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Favorite substrate

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Discussion Starter · #1 · (Edited)
What is your favorite combination of substrate? I like organic potting soil. The plants love it, it drains well, and is cheaper than abg/ne
 

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I voted Organic Soil. Cool poll idea, thanks for posting it!

JBear
 
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Discussion Starter · #3 ·
I just use miricale grow organic soil, it only has manure, but frogs poop, plants and spings/isopods love poop, and it till be covered in leaf litter, so there's no problem really, and you get a 50 lb bag for 3$ at home depot lol.
 

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You sure that the miracle grow doesnt have any miracle grow added? I have heard several times also to not use substrate that has manure. Yeah frogs poop.. but the manure in the substrate is more than likely cow manure. Which you dont find a cow in the middle of the jungle.

I voted ABG.. more precisely.. my own version of it with stuff found at lowes for around the same price you quoted. I used scotts 100% peat/sphagnum soil. Orchid mix for charcoal and wood chips.. and loose sphagnum moss..
 

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Clay substrate. http://www.dendroboard.com/forum/parts-construction/63732-clay-substrate-how.html
My second choice would be ABG mix.
I'm pretty sure that any product made by Miracle Gro has Miracle Gro chemicals in it. Even the manure really has no business in the vivs. Completely different set of pathogens that you will introduce to your frogs. I think that you will see problems with any standard gardening soil over time. It may be well drained in your garden or in a pot, but typically our vivs will see a lot more moisture than it can handle long term. Especially if you are misting often to encourage breeding. The leaf litter won't matter because the bugs will get down under it and be exposed to, and eat, the manure. Then your frogs eat the bugs.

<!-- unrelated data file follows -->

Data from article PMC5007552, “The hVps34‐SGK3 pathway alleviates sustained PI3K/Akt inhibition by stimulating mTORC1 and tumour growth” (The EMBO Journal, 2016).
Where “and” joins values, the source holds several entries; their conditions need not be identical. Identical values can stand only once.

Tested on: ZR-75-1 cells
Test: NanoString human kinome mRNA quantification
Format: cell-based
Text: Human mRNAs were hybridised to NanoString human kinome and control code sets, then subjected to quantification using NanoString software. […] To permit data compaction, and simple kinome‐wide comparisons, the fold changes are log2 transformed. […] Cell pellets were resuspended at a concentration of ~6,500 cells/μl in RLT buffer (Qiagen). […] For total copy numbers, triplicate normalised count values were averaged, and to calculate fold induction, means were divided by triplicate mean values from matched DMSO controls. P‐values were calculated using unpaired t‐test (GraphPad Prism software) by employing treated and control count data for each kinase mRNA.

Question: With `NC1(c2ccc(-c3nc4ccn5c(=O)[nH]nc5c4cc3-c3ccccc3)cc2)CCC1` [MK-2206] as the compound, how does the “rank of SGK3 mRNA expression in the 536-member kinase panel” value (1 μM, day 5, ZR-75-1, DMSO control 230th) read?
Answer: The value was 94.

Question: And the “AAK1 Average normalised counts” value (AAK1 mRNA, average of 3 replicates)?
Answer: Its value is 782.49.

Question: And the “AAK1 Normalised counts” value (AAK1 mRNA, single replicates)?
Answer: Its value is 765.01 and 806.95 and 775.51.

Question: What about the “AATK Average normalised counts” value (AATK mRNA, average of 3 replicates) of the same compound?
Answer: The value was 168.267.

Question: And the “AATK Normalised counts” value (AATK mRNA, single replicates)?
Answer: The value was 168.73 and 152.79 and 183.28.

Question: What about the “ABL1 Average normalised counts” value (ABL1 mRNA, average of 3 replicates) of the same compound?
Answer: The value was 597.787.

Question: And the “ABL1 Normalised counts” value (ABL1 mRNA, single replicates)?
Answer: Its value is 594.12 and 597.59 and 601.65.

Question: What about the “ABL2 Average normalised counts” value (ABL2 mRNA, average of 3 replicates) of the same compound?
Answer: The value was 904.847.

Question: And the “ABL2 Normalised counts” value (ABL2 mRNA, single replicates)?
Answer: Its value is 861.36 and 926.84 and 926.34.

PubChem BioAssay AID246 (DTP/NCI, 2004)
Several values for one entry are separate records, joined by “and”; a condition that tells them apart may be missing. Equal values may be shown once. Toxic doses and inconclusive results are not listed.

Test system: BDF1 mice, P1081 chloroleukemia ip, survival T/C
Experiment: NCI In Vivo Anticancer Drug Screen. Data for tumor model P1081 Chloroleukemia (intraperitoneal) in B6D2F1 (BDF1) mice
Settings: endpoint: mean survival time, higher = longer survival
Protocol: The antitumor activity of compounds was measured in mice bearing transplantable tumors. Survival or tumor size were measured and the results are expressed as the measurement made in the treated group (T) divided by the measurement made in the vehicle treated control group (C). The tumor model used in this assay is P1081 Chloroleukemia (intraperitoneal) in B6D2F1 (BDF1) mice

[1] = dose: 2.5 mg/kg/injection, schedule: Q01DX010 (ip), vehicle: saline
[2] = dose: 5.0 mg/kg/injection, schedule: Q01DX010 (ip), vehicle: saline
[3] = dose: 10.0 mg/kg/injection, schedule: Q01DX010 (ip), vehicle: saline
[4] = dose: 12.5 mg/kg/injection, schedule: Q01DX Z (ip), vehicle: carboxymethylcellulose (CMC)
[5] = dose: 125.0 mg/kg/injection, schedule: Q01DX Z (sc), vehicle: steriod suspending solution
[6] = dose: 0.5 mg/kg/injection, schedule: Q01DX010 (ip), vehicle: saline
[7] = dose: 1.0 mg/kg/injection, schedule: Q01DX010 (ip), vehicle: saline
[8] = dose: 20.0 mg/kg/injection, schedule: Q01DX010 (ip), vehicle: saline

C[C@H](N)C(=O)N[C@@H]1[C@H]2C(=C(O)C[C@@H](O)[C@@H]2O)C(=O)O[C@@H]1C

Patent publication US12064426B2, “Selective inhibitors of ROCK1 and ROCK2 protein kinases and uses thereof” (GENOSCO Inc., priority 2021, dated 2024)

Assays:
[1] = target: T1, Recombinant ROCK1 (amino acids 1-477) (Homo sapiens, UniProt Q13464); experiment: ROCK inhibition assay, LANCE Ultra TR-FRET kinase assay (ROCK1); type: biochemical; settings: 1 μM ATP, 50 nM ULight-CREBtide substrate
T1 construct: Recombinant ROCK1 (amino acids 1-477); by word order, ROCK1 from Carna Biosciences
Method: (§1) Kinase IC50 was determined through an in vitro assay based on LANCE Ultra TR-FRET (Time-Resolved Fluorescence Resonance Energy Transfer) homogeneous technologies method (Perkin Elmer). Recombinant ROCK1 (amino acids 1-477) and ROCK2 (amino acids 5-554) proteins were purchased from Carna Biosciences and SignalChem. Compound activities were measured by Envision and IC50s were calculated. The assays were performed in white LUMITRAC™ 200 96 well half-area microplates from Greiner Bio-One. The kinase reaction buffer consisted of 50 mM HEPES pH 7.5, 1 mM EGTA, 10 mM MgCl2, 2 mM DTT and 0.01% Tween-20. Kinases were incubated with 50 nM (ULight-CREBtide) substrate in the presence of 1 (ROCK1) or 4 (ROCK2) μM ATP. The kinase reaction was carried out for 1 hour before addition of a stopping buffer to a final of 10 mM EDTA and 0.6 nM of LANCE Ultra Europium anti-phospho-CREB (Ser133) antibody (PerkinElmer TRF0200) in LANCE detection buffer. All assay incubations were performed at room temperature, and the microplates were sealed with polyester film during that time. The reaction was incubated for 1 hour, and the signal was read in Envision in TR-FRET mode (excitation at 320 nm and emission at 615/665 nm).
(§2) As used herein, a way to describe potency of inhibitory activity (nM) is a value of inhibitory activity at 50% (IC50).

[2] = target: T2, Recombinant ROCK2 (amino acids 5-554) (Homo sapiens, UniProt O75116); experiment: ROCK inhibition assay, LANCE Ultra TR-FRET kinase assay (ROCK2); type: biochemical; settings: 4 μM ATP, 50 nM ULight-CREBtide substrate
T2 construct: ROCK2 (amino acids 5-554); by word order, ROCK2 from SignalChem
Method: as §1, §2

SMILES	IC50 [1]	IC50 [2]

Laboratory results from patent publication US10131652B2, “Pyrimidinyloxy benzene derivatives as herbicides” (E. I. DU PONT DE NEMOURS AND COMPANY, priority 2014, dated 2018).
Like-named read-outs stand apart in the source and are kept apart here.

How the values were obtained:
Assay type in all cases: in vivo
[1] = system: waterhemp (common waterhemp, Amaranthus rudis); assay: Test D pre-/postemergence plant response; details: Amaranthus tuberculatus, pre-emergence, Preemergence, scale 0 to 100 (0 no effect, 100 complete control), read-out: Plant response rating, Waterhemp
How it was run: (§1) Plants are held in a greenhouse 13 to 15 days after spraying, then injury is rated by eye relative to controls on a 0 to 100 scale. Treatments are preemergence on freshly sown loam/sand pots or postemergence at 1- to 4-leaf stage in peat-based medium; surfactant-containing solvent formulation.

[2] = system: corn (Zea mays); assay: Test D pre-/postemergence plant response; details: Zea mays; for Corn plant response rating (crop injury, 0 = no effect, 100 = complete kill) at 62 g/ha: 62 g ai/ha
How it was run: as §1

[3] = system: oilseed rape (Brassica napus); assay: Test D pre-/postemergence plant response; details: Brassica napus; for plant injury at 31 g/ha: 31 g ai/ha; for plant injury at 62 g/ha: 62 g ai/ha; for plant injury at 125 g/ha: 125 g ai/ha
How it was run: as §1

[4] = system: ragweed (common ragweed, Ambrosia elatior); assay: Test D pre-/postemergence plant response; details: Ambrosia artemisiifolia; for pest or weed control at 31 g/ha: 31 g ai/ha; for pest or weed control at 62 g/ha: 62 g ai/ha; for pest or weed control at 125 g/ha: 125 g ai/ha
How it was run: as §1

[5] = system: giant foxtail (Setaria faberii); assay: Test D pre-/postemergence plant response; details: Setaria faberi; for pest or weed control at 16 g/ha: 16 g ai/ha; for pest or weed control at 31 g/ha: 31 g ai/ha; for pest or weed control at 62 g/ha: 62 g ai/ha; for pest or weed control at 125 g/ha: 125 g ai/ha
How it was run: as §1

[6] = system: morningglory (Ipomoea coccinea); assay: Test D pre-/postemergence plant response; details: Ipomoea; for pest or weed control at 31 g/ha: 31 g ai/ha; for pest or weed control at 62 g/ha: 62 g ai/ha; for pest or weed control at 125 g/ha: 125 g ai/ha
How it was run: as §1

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The Miracle-Gro Oragnic line lists its ingredients as : "Composted Bark, Sphagnum Peat Moss, and Pasteurized Poultry Litter"

I am hesitant to use anything Miracle-Gro in a viv, even if they do label it as "organic."
 

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Discussion Starter · #8 ·
Oh I see. Damn! Well, I guess I should take it out and make my own stuff. *cries* but at least I learned something. Also, the only thing in it is manure, and there's no miricile grow bs plant food, that's why I choose it. Eh, it's no biggy. Just run to home depot to get stuff for ABG mix. I read up on your clay substrate Pumilo, it sounds good, but sadly there's no clay shop for firing within 20 miles from here. But if I could make it, I might do that for a more natural substrate.
 

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Actually Johny, you don't fire clay substrates. You just dry them. You don't even need to use the oven like I did. That was just because it was winter and I couldn't set it out to dry. We have a great clay supply shop referenced in that thread, right near I-25 and Sante Fe.
 

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Discussion Starter · #10 ·
Actually Johny, you don't fire clay substrates. You just dry them. You don't even need to use the oven like I did. That was just because it was winter and I couldn't set it out to dry. We have a great clay supply shop referenced in that thread, right near I-25 and Sante Fe.
Oh really? That's also good to know. I'll have to check the clay shop out, been needing some clay things for a while. Thanks!
 

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I voted for Other because my favorite is a clay-based substrate with a thick (3-5 inches) leaf litter.